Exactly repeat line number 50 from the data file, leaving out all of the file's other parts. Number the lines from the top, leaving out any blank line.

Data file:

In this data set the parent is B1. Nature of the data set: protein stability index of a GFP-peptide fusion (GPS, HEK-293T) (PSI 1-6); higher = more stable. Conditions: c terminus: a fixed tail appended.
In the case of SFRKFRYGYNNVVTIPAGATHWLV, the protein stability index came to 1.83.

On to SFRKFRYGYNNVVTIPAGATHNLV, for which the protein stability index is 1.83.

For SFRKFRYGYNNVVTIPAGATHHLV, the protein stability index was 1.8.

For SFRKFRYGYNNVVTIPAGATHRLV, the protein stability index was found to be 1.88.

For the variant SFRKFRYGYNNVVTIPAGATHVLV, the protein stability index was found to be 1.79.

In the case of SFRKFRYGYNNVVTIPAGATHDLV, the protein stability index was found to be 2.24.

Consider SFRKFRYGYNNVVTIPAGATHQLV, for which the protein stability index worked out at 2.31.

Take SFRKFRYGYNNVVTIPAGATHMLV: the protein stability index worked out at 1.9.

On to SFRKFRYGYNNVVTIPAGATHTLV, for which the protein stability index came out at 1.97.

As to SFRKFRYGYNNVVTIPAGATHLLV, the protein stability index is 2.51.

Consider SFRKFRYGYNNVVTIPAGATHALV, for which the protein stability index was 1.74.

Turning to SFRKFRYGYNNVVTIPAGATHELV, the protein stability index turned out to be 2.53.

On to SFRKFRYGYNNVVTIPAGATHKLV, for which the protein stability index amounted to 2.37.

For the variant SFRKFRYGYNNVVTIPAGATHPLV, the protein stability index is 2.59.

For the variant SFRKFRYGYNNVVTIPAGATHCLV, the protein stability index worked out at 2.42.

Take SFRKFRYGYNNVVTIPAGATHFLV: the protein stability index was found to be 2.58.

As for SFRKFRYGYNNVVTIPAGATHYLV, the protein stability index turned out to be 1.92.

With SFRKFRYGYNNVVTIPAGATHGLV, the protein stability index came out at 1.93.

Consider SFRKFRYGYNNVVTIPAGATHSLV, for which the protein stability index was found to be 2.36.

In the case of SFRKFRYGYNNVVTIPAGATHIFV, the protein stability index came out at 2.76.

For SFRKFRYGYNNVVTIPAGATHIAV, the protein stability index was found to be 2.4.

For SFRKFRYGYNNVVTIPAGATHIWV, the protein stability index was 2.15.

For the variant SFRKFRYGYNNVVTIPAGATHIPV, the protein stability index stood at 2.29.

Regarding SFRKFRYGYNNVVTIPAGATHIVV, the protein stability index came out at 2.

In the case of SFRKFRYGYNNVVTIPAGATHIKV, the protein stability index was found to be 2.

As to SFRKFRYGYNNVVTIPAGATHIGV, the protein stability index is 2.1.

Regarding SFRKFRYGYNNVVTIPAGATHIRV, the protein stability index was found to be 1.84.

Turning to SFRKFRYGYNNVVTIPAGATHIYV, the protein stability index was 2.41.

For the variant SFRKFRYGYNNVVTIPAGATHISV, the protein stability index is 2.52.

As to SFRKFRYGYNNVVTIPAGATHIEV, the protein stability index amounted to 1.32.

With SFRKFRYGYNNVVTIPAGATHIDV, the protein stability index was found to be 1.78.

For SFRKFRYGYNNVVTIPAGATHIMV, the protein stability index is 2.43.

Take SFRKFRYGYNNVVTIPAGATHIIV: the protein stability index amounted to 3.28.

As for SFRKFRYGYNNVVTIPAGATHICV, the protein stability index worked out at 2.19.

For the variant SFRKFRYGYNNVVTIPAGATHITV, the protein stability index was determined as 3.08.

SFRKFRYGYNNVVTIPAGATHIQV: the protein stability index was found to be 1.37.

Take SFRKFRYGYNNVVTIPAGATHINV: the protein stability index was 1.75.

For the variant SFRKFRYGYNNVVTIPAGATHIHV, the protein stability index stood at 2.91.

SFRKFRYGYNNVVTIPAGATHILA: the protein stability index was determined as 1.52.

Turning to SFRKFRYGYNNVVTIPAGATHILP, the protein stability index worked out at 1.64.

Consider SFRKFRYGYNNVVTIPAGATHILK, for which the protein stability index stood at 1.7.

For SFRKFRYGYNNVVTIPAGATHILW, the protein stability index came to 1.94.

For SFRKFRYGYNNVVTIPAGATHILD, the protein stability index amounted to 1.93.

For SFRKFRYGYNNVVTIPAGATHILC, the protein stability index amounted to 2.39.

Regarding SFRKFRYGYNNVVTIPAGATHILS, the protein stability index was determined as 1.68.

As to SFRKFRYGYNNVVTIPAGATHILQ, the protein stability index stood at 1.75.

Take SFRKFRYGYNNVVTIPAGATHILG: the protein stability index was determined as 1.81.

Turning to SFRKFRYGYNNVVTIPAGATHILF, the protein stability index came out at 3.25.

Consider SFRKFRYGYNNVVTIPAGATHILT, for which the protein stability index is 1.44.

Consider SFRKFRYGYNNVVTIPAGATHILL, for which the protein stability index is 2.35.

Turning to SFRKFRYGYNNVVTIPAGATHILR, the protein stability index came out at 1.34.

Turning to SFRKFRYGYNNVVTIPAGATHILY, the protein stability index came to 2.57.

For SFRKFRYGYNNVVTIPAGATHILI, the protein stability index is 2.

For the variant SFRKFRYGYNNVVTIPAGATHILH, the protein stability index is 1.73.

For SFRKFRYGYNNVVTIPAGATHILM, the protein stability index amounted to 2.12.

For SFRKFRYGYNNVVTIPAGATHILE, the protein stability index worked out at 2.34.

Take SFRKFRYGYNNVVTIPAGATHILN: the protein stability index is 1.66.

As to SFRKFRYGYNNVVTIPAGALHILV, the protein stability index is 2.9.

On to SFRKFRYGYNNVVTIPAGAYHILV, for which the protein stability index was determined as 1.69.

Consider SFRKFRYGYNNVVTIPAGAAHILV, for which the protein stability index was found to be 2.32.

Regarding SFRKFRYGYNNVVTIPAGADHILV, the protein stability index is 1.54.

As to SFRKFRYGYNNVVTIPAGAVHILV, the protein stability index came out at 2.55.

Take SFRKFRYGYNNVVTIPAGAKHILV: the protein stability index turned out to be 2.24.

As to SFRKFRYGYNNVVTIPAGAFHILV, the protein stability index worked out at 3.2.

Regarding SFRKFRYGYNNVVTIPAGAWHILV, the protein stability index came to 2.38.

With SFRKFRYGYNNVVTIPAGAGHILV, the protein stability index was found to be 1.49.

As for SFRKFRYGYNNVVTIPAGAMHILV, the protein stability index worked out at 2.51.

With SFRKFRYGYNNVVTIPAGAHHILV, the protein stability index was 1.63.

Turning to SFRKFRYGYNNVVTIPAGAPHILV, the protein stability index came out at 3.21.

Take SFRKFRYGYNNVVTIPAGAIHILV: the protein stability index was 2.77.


Consider SFRKFRYGYNNVVTIPAGATHILT, for which the protein stability index is 1.44.